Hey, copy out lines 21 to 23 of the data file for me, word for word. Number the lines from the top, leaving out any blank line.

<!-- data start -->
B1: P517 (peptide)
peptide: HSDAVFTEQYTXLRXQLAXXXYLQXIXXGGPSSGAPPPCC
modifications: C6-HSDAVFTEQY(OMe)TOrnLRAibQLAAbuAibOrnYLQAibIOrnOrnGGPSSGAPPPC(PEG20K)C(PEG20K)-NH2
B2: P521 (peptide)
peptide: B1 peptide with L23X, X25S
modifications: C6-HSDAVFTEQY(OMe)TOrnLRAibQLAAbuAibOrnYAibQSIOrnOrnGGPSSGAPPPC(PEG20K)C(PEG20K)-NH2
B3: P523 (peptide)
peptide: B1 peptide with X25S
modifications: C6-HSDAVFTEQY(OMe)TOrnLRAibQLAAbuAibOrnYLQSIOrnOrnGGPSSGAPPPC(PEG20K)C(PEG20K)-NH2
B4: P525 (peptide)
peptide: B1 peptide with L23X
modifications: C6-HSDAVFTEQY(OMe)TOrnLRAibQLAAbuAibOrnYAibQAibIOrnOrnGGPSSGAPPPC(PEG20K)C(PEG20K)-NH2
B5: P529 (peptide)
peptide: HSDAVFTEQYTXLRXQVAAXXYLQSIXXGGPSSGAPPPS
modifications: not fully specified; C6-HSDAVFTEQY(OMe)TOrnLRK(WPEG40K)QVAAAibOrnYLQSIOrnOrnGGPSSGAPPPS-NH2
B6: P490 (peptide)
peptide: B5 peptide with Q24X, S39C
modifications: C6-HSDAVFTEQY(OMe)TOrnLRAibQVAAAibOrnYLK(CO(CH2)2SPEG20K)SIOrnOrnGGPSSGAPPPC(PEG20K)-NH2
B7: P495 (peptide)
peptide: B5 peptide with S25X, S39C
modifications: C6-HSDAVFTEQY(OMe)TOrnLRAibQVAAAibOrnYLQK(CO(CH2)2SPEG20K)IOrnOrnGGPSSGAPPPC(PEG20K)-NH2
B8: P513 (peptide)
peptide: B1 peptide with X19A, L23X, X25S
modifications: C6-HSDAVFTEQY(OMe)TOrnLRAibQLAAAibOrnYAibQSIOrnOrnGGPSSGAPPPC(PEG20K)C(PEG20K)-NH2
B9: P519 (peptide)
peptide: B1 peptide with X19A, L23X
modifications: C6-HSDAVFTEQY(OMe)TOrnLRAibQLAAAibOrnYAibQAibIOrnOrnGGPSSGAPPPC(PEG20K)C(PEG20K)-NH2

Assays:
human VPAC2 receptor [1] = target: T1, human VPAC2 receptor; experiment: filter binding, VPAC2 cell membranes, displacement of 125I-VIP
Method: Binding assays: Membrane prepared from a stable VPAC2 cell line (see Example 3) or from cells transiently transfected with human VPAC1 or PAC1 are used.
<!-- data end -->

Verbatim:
modifications: C6-HSDAVFTEQY(OMe)TOrnLRAibQVAAAibOrnYLQK(CO(CH2)2SPEG20K)IOrnOrnGGPSSGAPPPC(PEG20K)-NH2
B8: P513 (peptide)
peptide: B1 peptide with X19A, L23X, X25S